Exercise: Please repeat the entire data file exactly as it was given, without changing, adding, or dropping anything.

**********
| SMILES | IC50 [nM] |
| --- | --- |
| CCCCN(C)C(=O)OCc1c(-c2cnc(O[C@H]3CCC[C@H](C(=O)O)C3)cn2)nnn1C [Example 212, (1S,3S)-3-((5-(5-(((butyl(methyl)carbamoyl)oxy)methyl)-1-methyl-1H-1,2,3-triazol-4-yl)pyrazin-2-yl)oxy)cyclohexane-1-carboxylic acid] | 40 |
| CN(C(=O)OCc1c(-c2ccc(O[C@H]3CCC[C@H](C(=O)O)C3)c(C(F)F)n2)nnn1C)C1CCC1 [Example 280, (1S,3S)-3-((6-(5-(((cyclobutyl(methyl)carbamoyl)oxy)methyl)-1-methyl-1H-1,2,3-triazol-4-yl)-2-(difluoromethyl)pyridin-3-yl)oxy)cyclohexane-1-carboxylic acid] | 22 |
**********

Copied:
| SMILES | IC50 [nM] |
| --- | --- |
| CCCCN(C)C(=O)OCc1c(-c2cnc(O[C@H]3CCC[C@H](C(=O)O)C3)cn2)nnn1C [Example 212, (1S,3S)-3-((5-(5-(((butyl(methyl)carbamoyl)oxy)methyl)-1-methyl-1H-1,2,3-triazol-4-yl)pyrazin-2-yl)oxy)cyclohexane-1-carboxylic acid] | 40 |
| CN(C(=O)OCc1c(-c2ccc(O[C@H]3CCC[C@H](C(=O)O)C3)c(C(F)F)n2)nnn1C)C1CCC1 [Example 280, (1S,3S)-3-((6-(5-(((cyclobutyl(methyl)carbamoyl)oxy)methyl)-1-methyl-1H-1,2,3-triazol-4-yl)-2-(difluoromethyl)pyridin-3-yl)oxy)cyclohexane-1-carboxylic acid] | 22 |